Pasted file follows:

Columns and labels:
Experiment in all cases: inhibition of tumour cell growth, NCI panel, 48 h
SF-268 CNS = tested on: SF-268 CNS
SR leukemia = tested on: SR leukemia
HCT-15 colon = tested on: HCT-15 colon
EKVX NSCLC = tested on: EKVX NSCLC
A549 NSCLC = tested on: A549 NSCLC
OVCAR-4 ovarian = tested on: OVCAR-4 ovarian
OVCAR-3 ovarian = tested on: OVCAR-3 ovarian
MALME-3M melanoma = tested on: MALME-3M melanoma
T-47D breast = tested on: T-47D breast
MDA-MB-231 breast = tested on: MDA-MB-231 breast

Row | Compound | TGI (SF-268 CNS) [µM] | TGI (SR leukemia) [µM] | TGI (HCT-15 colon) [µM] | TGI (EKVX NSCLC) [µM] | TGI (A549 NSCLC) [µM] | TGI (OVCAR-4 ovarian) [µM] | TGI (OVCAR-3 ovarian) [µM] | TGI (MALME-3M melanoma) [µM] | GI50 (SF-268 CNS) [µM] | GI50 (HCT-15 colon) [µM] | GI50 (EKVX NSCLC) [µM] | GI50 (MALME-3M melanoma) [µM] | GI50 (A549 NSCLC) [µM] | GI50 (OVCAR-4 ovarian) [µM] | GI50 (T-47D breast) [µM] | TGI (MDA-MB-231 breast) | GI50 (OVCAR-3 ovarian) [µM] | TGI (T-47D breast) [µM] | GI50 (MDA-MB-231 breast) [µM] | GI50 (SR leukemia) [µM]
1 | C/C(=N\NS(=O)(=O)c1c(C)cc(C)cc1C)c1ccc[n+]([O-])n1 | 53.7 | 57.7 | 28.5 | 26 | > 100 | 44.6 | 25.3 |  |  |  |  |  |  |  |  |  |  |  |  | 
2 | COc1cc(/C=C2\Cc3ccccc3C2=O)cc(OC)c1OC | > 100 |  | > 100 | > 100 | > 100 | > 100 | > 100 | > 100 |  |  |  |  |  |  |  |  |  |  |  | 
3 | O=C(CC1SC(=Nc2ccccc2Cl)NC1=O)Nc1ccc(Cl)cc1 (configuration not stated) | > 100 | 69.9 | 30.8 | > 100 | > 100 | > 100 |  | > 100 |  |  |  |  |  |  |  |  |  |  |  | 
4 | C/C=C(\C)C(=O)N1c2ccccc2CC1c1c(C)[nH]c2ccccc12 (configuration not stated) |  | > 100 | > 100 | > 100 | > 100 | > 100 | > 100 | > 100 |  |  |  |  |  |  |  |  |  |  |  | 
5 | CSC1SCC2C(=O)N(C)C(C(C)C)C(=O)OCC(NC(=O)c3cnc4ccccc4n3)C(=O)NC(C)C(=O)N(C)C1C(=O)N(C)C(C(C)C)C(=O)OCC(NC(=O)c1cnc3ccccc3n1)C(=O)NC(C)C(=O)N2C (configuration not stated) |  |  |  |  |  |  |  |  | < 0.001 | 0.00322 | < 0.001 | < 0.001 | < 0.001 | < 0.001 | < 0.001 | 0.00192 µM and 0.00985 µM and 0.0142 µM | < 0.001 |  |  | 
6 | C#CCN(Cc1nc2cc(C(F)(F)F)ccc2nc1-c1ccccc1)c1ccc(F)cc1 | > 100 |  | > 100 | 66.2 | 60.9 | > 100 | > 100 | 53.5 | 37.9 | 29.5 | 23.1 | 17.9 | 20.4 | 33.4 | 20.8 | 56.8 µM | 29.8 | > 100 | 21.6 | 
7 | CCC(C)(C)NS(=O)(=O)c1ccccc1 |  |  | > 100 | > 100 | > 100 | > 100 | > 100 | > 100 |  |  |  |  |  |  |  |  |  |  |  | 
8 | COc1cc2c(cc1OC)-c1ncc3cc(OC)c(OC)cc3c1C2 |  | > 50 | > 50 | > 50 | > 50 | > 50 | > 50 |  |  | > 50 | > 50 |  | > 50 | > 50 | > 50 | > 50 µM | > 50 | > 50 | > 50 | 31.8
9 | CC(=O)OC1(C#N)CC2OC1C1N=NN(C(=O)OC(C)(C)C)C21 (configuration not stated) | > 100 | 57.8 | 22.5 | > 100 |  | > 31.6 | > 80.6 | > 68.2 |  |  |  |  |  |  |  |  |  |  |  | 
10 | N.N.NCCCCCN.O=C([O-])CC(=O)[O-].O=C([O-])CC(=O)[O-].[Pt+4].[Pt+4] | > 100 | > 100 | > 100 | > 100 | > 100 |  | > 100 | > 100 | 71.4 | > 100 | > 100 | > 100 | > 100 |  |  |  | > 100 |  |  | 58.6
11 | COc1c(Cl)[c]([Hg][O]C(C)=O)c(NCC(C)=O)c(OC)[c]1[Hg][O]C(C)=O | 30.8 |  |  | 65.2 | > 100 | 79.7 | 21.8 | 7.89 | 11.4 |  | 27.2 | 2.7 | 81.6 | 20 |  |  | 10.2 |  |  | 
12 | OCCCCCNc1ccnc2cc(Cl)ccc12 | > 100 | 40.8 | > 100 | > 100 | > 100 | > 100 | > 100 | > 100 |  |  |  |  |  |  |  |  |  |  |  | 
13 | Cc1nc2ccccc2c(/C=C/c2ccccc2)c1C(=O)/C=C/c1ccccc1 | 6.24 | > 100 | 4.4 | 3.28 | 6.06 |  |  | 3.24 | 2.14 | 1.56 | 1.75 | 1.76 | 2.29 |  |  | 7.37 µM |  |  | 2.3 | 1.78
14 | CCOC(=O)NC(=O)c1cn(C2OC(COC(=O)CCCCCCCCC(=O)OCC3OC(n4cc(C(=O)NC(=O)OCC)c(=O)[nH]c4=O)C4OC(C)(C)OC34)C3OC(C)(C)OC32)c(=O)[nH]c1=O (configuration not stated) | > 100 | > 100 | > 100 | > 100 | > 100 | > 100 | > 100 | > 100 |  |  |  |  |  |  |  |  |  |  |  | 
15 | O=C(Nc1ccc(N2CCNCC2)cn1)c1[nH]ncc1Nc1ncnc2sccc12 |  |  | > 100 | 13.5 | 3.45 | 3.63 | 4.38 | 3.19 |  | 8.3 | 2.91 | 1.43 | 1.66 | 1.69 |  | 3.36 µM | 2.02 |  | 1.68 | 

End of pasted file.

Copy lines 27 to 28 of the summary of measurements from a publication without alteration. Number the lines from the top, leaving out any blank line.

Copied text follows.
14 | CCOC(=O)NC(=O)c1cn(C2OC(COC(=O)CCCCCCCCC(=O)OCC3OC(n4cc(C(=O)NC(=O)OCC)c(=O)[nH]c4=O)C4OC(C)(C)OC34)C3OC(C)(C)OC32)c(=O)[nH]c1=O (configuration not stated) | > 100 | > 100 | > 100 | > 100 | > 100 | > 100 | > 100 | > 100 |  |  |  |  |  |  |  |  |  |  |  | 
15 | O=C(Nc1ccc(N2CCNCC2)cn1)c1[nH]ncc1Nc1ncnc2sccc12 |  |  | > 100 | 13.5 | 3.45 | 3.63 | 4.38 | 3.19 |  | 8.3 | 2.91 | 1.43 | 1.66 | 1.69 |  | 3.36 µM | 2.02 |  | 1.68 | 